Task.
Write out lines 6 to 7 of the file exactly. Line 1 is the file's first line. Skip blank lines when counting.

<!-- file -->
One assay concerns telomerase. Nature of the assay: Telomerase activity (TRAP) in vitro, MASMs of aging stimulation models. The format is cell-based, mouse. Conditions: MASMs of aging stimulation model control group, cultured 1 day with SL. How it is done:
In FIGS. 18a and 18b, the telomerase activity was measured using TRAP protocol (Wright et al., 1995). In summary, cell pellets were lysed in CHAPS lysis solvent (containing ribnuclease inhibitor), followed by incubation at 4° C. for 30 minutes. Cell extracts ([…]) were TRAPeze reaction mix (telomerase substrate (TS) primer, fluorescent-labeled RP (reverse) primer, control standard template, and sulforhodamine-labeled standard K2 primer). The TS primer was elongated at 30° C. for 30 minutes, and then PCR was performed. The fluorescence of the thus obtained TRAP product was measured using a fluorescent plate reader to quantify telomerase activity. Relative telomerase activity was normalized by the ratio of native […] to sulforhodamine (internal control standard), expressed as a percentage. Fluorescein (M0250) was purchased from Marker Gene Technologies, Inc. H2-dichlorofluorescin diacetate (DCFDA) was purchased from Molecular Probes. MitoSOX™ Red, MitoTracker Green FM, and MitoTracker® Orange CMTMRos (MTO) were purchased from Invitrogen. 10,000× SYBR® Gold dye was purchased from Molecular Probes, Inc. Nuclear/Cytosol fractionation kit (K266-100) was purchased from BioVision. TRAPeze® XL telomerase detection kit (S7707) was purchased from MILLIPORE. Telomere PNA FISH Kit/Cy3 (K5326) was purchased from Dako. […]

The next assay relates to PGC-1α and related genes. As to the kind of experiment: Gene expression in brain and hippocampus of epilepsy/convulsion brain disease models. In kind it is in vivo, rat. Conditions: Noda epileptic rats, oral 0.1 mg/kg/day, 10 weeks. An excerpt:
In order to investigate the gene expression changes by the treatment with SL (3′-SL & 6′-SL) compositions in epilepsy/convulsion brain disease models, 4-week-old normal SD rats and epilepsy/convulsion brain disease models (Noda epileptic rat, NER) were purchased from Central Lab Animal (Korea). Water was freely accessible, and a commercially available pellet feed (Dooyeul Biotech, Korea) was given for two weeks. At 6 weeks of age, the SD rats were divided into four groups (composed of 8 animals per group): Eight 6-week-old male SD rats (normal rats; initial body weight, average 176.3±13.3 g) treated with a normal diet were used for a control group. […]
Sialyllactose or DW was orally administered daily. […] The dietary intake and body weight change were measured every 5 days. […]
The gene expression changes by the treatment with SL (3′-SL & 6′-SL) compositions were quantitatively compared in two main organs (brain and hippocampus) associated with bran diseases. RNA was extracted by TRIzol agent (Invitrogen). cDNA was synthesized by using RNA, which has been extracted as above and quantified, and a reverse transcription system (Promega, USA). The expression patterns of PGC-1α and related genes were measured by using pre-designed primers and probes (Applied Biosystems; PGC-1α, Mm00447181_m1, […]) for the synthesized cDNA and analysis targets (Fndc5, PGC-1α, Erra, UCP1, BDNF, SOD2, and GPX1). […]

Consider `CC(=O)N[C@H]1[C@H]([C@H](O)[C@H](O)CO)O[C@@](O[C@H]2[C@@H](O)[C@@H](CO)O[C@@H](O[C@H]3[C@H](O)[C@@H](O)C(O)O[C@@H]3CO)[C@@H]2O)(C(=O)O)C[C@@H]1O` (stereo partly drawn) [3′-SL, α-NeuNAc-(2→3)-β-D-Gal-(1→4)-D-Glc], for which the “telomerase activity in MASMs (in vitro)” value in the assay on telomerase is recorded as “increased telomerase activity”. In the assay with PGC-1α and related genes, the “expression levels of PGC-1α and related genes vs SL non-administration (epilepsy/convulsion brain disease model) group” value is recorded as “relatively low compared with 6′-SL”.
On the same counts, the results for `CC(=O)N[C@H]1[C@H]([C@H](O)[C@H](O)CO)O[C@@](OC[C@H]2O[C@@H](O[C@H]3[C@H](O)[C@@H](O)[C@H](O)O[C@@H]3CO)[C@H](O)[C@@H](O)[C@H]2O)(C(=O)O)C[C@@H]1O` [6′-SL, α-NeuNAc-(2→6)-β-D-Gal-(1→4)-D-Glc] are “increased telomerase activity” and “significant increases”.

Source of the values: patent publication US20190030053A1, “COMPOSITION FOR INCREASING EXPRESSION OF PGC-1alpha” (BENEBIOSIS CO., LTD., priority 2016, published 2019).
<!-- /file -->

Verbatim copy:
The gene expression changes by the treatment with SL (3′-SL & 6′-SL) compositions were quantitatively compared in two main organs (brain and hippocampus) associated with bran diseases. RNA was extracted by TRIzol agent (Invitrogen). cDNA was synthesized by using RNA, which has been extracted as above and quantified, and a reverse transcription system (Promega, USA). The expression patterns of PGC-1α and related genes were measured by using pre-designed primers and probes (Applied Biosystems; PGC-1α, Mm00447181_m1, […]) for the synthesized cDNA and analysis targets (Fndc5, PGC-1α, Erra, UCP1, BDNF, SOD2, and GPX1). […]

Consider `CC(=O)N[C@H]1[C@H]([C@H](O)[C@H](O)CO)O[C@@](O[C@H]2[C@@H](O)[C@@H](CO)O[C@@H](O[C@H]3[C@H](O)[C@@H](O)C(O)O[C@@H]3CO)[C@@H]2O)(C(=O)O)C[C@@H]1O` (stereo partly drawn) [3′-SL, α-NeuNAc-(2→3)-β-D-Gal-(1→4)-D-Glc], for which the “telomerase activity in MASMs (in vitro)” value in the assay on telomerase is recorded as “increased telomerase activity”. In the assay with PGC-1α and related genes, the “expression levels of PGC-1α and related genes vs SL non-administration (epilepsy/convulsion brain disease model) group” value is recorded as “relatively low compared with 6′-SL”.